Research Area 1: Human health: Detecting and treating infectious disease
Point-of-use diagnostics and shelf-stable therapeutics are critical for equitable healthcare. As diagnostics, electrochemical biosensors balance high sensitivity with low cost and simplicity. Biomolecule-electrode interactions impact device behavior but are poorly characterized. We control biomolecule immobilization for informed device engineering, improving specificity and detection limits.
To treat infectious disease, antibiotics are the standard of care, but increasing rates of antibiotic resistance have led to the use of microbes as antibiotic replacements. These microbes are delicate, preventing their production and transport. We have a self-assembled inorganic-organic network that forms on microbial surfaces to protect them. Characterizing the microbe-material interface enables better coating engineering against stressors.
Protecting microbes to protect us. Gastrointestinal infections cause six million deaths annually. Probiotic microbes could be used to treat these infections, but many are air-, UV-, or temperature-sensitive, preventing their production. In fact, the key roadblock for microbial therapeutics is their production and storage. We employ bio-derived inorganic/organic networks (metal-phenolic networks, MPNs) as protective coatings to produce therapeutically-relevant strains with billions more viable cells upon coating.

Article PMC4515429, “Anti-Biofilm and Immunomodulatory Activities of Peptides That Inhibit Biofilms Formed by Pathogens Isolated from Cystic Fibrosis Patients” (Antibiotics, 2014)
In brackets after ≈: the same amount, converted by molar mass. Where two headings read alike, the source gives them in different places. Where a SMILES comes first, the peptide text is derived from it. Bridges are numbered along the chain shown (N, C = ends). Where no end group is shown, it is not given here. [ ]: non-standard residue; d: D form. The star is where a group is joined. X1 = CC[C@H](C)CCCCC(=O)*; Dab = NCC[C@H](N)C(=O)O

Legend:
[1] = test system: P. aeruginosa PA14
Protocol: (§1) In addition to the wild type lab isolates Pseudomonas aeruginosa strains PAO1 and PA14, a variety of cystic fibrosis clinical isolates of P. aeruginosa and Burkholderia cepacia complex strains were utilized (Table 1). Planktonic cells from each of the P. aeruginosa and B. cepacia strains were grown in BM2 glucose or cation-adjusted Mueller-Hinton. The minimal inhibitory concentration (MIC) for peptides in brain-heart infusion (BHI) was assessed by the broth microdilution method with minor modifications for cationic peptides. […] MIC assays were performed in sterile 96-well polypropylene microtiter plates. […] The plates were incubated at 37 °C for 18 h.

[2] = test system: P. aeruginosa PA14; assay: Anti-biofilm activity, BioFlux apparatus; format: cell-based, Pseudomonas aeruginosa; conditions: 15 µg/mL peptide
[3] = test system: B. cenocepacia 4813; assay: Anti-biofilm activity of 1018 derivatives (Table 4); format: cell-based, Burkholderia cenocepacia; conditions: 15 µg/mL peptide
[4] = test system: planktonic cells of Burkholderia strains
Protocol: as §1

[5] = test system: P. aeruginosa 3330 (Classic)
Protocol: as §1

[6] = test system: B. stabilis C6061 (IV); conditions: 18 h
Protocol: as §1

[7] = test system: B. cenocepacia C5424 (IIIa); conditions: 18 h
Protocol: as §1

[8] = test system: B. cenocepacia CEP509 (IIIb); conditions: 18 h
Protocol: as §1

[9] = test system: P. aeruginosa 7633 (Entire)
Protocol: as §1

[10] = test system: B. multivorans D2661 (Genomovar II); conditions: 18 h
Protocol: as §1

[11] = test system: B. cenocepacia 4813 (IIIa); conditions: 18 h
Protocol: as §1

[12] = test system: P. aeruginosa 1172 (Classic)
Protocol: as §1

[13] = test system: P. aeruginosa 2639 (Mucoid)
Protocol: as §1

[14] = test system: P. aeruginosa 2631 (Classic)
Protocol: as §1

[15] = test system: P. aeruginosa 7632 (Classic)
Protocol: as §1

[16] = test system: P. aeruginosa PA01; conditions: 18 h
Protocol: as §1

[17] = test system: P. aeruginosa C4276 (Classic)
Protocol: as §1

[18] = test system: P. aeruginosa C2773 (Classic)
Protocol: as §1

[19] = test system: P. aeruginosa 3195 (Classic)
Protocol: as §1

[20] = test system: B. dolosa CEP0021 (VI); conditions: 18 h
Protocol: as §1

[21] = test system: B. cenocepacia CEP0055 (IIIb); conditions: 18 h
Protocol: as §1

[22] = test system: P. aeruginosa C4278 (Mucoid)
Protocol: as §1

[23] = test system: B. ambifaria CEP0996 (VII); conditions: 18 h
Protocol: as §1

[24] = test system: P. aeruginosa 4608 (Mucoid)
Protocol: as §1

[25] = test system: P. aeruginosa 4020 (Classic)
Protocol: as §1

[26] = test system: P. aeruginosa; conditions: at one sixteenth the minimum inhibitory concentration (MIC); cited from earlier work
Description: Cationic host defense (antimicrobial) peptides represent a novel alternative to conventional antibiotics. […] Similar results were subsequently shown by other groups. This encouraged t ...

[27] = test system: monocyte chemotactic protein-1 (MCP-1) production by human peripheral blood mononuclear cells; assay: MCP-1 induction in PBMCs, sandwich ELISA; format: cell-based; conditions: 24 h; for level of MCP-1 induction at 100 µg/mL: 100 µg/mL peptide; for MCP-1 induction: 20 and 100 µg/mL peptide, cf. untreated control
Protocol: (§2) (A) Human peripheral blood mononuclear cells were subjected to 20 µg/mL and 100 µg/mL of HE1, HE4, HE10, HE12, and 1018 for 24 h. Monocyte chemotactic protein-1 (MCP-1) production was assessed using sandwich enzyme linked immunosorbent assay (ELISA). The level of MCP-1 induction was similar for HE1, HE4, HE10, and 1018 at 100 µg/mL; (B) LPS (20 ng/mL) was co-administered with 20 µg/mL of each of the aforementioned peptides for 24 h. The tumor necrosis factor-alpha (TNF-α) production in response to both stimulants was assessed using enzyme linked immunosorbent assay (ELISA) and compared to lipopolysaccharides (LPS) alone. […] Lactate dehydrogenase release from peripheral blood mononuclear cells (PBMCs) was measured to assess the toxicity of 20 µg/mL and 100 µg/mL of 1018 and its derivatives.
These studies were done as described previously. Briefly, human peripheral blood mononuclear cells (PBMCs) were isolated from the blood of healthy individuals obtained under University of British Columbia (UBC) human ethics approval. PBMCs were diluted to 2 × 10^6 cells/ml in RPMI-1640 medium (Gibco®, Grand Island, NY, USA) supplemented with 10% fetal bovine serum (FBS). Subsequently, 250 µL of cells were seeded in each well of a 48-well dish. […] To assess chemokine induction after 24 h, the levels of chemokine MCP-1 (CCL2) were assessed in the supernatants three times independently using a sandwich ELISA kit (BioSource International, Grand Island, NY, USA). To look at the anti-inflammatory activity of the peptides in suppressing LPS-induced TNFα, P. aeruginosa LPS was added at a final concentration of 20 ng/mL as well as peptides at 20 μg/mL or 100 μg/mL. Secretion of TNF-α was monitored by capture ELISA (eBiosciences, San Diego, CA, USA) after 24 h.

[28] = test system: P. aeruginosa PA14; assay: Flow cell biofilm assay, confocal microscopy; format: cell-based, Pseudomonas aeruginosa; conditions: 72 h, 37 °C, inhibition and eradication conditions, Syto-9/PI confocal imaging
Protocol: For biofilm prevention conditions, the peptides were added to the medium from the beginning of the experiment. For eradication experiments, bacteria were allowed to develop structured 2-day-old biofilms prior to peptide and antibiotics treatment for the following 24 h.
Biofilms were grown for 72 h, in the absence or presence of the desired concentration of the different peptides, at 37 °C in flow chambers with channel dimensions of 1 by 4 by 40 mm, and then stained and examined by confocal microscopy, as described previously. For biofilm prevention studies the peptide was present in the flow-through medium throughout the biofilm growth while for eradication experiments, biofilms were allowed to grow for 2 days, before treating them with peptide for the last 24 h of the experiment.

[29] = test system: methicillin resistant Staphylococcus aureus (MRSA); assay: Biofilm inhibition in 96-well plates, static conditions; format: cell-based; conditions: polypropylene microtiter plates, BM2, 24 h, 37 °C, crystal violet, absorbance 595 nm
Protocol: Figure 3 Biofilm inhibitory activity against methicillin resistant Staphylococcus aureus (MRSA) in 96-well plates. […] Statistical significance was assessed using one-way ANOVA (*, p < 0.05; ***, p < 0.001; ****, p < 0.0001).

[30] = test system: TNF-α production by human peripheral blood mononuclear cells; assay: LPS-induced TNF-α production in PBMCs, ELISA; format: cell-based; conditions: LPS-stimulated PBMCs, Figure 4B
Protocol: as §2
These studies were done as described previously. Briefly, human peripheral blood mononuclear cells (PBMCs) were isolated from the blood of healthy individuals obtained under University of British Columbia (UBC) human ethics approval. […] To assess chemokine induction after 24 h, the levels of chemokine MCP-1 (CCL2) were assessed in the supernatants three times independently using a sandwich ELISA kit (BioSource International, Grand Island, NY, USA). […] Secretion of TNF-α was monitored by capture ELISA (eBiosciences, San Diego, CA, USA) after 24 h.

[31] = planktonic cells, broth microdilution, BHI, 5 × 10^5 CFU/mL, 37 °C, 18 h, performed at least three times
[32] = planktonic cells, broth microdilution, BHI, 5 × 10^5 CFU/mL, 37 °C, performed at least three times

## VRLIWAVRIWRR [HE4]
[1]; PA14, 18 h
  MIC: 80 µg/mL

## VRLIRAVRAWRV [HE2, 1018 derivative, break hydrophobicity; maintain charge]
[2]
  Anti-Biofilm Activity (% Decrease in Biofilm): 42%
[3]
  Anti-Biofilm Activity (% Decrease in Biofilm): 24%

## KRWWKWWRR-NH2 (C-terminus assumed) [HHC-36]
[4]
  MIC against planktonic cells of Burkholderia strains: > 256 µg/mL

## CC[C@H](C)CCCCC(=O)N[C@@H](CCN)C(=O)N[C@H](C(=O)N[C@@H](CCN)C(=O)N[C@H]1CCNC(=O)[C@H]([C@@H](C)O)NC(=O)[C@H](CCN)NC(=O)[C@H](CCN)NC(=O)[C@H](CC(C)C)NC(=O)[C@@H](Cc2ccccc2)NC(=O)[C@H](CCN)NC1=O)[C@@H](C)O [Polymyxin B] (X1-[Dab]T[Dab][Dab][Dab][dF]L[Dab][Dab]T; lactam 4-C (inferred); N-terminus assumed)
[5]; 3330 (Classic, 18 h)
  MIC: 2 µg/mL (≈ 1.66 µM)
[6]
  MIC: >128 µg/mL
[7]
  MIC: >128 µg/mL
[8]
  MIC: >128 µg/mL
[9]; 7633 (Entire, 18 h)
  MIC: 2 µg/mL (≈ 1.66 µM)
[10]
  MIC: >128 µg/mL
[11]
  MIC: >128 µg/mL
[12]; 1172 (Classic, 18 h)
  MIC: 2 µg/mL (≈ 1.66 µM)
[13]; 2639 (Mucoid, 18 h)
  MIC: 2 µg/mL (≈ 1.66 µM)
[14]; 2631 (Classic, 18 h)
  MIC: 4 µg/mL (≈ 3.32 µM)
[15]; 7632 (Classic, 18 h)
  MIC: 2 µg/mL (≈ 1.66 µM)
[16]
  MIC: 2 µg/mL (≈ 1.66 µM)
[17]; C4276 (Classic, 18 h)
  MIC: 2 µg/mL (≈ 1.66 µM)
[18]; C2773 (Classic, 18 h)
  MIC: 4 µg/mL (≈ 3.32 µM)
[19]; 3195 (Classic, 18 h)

Electrochemical infectious disease (ID) biosensors. A key challenge in diagnostics is balancing accuracy (laboratory tests) and ease (home testing). We develop low-cost, accurate diagnostics by controlling biomolecule assembly on electrodes. We combine this with our novel disposable electrodes made from food-grade gold leaf to detect IDs. Our electrodes are higher quality and lower cost than commercial alternatives ($0.50 vs. $4.00 per electrode), and, when combined with simple biochemical assays, enable detection of human papillomavirus (HPV), which causes cervical cancer, COVID, influenza, RSV, and tuberculosis (Fig 2c).